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Case Report - A Report of Nausea and Vomiting with Discontinuation of Chronic Use of Salvia divinoru

Case Report - A Report of Nausea and Vomiting with Discontinuation of Chronic Use of Salvia divinoru

  1. YIPMAN
    Hindawi Publishing Corporation
    Case Reports in Medicine
    Volume 2012, Article ID 543747, 4 pages
    doi:10.1155/2012/543747

    Case Report - A Report of Nausea and Vomiting with Discontinuation of Chronic Use of Salvia divinorum

    C. R. Travis 1, G. A. Ray 1 and K. F. Marlowe 1, 2

    1 Department of Pharmacy Practice, Harrison School of Pharmacy, Auburn University, Auburn, AL 36849, USA
    2 Department of Internal Medicine, University of South Alabama, 650 Health Services Building, Suite 2100, Mobile, AL 36688, USA

    Received 1 July 2011; Accepted 5 January 2012

    Introduction. This is the first reported case of gastrointestinal symptoms associated with withdrawal after chronic use of this substance.

    Case Presentation. A 51-year-old Caucasian woman was referred to a hospital with a 3-day history of nausea, vomiting, diarrhea, and abdominal discomfort. She reported no sick family members or contact with anyone who was ill. She did report smoking 3–5 cigarettes of the herb “Salvia” consistently for 3-4 months and quit approximately 48 hours before symptoms appeared. Her use of the herb had been consistent; she smoked several cigarettes each day. Laboratory results were essentially normal including the white blood cell count. She received symptomatic treatment and was released after one day.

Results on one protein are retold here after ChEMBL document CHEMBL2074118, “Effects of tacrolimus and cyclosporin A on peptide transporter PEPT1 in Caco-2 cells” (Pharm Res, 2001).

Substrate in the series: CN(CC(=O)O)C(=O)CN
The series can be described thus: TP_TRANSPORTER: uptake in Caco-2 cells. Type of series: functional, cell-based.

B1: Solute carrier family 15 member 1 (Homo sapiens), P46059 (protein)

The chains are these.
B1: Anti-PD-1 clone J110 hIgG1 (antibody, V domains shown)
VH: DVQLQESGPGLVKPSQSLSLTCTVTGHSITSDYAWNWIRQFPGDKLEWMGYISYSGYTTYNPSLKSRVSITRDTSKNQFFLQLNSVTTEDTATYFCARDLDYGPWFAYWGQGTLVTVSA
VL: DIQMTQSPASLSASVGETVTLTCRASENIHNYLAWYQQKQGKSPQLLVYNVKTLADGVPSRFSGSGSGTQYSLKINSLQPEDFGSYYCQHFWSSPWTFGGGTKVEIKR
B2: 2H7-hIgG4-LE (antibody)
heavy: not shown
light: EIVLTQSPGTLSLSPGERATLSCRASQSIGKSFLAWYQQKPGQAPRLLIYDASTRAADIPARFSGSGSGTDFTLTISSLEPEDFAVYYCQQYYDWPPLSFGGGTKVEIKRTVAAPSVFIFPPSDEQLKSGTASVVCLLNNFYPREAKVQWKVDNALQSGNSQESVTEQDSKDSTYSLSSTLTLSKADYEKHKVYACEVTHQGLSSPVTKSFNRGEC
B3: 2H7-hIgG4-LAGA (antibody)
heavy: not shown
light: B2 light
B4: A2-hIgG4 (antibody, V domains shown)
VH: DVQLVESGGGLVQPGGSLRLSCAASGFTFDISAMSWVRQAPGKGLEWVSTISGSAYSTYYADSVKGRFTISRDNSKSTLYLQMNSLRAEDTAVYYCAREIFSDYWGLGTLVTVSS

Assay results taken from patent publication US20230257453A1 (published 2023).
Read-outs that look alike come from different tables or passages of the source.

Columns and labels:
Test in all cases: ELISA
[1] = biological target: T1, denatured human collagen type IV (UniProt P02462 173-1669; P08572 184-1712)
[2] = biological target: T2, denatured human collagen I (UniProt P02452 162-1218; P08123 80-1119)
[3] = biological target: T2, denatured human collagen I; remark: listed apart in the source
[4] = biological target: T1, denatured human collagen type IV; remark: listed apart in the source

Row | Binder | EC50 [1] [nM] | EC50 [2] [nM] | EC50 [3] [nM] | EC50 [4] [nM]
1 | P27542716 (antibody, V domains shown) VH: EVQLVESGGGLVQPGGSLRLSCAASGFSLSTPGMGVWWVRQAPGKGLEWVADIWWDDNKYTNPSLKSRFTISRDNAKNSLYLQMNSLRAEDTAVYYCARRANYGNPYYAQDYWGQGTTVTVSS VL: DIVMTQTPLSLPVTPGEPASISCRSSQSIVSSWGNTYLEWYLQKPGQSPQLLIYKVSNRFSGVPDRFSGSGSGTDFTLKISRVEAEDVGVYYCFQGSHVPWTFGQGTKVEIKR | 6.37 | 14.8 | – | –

Discussion. Salvinorin A, a kappa-opioid receptor agonist, is the major active ingredient of S. divinorum. The unique opioid properties of this herb may explain its ability to cause changes in intestinal transit time.

    Conclusion. A 51-year-old woman possibly developed gastrointestinal manifestations suggestive of withdrawal from Salvia divinorum after smoking the substance consistently for 3 to 4 months. The widespread use of this herb will make the potential for withdrawal syndromes more commonplace.